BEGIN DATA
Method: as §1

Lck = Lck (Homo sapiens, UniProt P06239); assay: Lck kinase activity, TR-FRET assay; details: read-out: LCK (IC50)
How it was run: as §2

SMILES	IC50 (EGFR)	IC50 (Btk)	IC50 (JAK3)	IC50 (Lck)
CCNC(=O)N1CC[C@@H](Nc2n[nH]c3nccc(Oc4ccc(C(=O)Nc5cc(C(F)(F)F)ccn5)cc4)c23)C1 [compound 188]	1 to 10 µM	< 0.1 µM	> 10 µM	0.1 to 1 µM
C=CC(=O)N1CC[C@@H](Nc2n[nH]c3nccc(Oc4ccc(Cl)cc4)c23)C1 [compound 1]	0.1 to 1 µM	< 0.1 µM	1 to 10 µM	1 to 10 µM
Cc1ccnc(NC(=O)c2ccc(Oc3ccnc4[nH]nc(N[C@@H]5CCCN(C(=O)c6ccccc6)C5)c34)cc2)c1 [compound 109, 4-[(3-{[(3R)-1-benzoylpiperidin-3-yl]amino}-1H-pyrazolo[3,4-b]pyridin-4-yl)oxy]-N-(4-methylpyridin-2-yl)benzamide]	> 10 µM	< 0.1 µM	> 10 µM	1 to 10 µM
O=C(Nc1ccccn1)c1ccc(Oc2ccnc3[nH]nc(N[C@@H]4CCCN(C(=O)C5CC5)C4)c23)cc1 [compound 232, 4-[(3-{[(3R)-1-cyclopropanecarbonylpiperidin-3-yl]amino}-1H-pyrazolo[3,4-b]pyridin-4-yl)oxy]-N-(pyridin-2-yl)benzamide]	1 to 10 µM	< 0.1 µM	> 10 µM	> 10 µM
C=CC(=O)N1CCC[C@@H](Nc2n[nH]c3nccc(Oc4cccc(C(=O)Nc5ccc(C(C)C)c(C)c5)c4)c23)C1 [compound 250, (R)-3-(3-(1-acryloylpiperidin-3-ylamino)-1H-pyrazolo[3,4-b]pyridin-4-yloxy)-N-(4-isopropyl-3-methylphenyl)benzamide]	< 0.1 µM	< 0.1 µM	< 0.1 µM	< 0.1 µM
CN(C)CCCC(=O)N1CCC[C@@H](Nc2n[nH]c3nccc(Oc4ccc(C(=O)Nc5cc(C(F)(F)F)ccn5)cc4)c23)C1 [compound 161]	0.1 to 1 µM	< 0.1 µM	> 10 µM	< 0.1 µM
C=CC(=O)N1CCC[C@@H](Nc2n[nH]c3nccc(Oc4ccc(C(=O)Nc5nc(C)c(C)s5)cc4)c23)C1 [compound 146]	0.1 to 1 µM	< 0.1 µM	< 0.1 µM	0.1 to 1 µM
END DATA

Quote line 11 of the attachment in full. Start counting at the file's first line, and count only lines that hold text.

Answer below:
C=CC(=O)N1CCC[C@@H](Nc2n[nH]c3nccc(Oc4ccc(C(=O)Nc5nc(C)c(C)s5)cc4)c23)C1 [compound 146]	0.1 to 1 µM	< 0.1 µM	< 0.1 µM	0.1 to 1 µM